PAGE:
Tuesday, 11 November 2014
NHL Draft Pick Value Chart
Drafts have always been a mystery in the sporting world. The number of teams relying on the draft to build their teams continues to rise in an era of delicate salary caps and bigger, stronger, faster athletes. Evaluating and projecting young athletes is far from an exact science to say the least. Look back at the 2007 NHL Entry Draft when the Pittsburgh Penguins selected Angelo Esposito 20th overall while the Dallas Stars were able to pick up future captain Jamie Benn with the 129th pick in the 5th round. In hindsight the mistake's seem obvious but this is hardly the standard, as you can see in the graph below earlier picks tend to yield much higher success rates than later selections.
Goalie's as it has been well documented in the past, are slightly less predictable to say the least...
What is each draft slot worth however? Attempting to nail down the value of a draft slot in the NHL has been attempted many, many, many, many, many, many times. I decided that it was time to reevaluate the idea from a slightly different approach than most.
In order to come up with my values, I gathered each draft pick going back to 1970 (when the draft really started to resemble what it is today) and looked at each player's Point Shares only during their first seven seasons in the NHL. I fully recognize that catch-all statistics are not perfect evaluations of a player but they are probably the best available statistics for judging large numbers of players throughout history. I chose Point Shares over GVT mainly because Point Shares cannot be negative, GVT on the other hand can be negative which causes difficulties when comparing certain players. Example, how do you value a player who makes the NHL and records a negative GVT against a player who never played an NHL game and therefore has a zero GVT? Should that player be counted less even though many would argue they were probably a better hockey player? It is a tough question but thankfully Point Shares doesn't share this issue.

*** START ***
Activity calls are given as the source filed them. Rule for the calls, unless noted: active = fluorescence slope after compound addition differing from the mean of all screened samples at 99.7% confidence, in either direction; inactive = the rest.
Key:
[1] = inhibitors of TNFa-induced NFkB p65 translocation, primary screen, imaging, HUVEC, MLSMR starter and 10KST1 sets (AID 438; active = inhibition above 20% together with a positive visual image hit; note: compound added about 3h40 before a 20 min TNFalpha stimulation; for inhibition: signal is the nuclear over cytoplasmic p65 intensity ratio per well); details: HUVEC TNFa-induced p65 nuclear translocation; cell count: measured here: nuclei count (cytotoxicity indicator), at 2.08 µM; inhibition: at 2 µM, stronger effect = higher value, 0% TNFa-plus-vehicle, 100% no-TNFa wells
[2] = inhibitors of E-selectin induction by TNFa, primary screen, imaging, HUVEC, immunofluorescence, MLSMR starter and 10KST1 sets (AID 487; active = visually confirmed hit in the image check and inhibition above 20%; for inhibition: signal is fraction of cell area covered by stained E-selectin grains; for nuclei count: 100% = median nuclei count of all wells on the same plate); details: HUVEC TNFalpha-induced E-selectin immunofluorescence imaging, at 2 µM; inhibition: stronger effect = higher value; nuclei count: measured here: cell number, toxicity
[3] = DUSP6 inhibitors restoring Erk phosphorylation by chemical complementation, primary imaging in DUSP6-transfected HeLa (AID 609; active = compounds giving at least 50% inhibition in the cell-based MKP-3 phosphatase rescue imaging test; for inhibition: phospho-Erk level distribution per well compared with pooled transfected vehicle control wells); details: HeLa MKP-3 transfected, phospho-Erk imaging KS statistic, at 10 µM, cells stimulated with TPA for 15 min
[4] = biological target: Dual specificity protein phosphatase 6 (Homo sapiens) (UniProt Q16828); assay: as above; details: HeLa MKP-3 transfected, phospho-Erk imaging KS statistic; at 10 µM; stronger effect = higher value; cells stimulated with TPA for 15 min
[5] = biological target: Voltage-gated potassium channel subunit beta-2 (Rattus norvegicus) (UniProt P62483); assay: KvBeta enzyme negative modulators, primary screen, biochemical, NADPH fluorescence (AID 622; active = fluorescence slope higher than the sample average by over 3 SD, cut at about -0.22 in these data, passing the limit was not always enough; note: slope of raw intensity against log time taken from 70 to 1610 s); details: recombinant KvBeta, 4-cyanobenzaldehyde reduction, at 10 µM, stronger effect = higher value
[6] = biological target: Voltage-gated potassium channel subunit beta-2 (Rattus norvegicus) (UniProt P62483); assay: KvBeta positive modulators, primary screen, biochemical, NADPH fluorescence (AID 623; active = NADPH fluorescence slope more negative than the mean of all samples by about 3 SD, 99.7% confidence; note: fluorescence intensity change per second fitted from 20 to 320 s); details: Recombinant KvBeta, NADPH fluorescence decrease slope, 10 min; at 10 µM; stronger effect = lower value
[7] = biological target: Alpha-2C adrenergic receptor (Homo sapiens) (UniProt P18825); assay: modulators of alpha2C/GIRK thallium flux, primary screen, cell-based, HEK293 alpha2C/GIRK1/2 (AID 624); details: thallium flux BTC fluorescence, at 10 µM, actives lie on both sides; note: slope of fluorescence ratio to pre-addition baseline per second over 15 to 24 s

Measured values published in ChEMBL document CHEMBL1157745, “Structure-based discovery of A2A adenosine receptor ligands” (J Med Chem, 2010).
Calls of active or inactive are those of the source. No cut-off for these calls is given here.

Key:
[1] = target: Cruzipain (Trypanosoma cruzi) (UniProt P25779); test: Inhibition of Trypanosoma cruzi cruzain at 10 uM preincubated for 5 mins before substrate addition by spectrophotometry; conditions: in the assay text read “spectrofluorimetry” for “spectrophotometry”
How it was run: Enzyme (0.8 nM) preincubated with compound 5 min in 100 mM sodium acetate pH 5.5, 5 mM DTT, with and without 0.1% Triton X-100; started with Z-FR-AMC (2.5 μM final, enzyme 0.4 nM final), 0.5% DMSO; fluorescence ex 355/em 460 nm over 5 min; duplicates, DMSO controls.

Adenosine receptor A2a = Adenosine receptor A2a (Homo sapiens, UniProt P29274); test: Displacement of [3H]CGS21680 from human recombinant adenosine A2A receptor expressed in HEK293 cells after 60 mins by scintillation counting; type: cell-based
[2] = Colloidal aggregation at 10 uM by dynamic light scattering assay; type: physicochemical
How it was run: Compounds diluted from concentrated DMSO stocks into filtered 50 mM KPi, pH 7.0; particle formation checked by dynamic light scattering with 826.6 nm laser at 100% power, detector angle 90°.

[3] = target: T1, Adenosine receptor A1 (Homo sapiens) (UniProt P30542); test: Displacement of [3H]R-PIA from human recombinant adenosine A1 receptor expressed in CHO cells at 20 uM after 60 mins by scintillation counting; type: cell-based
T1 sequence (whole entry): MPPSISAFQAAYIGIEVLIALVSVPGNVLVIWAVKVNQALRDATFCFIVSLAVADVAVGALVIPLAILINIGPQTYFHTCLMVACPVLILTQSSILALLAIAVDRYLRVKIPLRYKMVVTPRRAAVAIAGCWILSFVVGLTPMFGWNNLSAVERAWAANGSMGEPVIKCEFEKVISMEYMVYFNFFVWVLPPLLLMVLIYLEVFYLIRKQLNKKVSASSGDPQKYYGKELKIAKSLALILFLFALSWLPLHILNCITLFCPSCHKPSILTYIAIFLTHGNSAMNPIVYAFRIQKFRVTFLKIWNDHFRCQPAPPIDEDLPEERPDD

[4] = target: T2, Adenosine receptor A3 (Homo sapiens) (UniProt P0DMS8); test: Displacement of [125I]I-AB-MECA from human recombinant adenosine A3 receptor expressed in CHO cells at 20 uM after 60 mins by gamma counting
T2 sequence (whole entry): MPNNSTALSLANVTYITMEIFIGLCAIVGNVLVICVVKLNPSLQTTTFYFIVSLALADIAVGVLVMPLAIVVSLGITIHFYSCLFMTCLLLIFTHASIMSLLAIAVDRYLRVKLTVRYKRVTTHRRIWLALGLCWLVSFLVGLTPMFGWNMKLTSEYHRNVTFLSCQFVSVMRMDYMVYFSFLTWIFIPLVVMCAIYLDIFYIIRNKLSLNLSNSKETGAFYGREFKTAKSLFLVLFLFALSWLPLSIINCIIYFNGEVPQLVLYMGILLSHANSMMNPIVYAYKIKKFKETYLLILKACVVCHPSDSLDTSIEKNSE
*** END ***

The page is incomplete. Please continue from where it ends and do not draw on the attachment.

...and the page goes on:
Looking at only a player's first seven years rather than a players full career accounts for the assumption that when a team selects a player in the draft they are only guaranteed at most 7 years of that player's services before they hit free agency (3 years from their rookie contract and then 4 years of their RFA rights). I then fitted this data with a logarithmic curve to smooth the data to show the sharp drop off in value from the first picks followed then a more gradual drop for the later picks.
here regarding the market value of a draft pick. Where as my values were based on draft results, Eric based his on the market rate as determined by team trades. Comparing the two methods could provide some insight into what spots in the draft might be over or undervalued by teams relative to their actual expected value.
Below is the grid for comparing the individual value of each pick. Reminder that these value's are arbitrary numbers and should only be used to compare draft slots and not any players involved in a potential trade. This once again is an approximation many years of data and in no way a hard rule of how every pick should be valued. Enjoy!
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